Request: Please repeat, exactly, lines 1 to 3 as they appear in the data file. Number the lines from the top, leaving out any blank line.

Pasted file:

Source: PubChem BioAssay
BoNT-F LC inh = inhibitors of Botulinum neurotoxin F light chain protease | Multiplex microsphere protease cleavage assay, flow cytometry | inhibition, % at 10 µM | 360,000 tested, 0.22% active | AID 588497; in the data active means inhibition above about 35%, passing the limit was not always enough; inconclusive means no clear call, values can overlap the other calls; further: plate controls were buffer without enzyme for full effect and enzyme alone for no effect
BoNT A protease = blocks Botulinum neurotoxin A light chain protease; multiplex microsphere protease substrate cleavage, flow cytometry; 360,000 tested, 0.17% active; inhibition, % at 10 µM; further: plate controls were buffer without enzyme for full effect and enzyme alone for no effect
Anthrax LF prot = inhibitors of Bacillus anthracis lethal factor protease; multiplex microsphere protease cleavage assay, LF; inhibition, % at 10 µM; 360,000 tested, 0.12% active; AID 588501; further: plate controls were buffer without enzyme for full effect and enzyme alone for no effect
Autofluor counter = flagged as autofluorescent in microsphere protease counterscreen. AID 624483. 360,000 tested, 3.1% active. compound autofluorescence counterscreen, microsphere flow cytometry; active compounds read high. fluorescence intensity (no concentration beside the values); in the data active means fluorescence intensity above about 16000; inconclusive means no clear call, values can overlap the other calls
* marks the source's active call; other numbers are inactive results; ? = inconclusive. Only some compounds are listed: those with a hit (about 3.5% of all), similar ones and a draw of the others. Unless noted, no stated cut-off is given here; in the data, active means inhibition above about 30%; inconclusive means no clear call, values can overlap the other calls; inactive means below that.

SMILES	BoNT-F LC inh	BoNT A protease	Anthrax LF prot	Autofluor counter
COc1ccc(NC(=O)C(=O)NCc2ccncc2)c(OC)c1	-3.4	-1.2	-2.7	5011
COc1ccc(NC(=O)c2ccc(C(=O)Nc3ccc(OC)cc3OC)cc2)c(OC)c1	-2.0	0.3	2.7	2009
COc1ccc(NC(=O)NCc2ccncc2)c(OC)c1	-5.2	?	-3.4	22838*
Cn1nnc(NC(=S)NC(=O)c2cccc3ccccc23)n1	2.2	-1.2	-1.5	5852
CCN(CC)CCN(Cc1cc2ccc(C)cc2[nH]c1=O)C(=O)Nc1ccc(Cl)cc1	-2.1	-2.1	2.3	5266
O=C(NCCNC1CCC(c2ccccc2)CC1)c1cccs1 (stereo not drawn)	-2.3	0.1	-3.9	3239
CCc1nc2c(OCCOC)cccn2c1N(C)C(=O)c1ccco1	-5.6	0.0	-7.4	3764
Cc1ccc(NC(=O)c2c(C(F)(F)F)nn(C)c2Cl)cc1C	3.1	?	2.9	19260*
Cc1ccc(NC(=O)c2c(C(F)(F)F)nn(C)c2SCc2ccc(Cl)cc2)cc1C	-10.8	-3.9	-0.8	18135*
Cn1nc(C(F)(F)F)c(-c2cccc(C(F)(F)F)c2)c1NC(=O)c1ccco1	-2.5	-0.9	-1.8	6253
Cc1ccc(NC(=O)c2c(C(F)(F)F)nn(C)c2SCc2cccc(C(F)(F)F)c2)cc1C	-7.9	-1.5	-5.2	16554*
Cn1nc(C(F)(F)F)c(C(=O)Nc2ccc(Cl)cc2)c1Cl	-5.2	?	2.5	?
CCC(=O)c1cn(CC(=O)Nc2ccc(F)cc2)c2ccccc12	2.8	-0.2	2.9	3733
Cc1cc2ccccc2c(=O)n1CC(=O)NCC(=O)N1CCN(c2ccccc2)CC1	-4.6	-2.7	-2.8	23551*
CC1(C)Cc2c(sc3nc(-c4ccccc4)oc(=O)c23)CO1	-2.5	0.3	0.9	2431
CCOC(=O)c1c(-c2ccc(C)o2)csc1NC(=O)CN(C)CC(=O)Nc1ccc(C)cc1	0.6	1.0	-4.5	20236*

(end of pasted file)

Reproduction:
Source: PubChem BioAssay
BoNT-F LC inh = inhibitors of Botulinum neurotoxin F light chain protease | Multiplex microsphere protease cleavage assay, flow cytometry | inhibition, % at 10 µM | 360,000 tested, 0.22% active | AID 588497; in the data active means inhibition above about 35%, passing the limit was not always enough; inconclusive means no clear call, values can overlap the other calls; further: plate controls were buffer without enzyme for full effect and enzyme alone for no effect
BoNT A protease = blocks Botulinum neurotoxin A light chain protease; multiplex microsphere protease substrate cleavage, flow cytometry; 360,000 tested, 0.17% active; inhibition, % at 10 µM; further: plate controls were buffer without enzyme for full effect and enzyme alone for no effect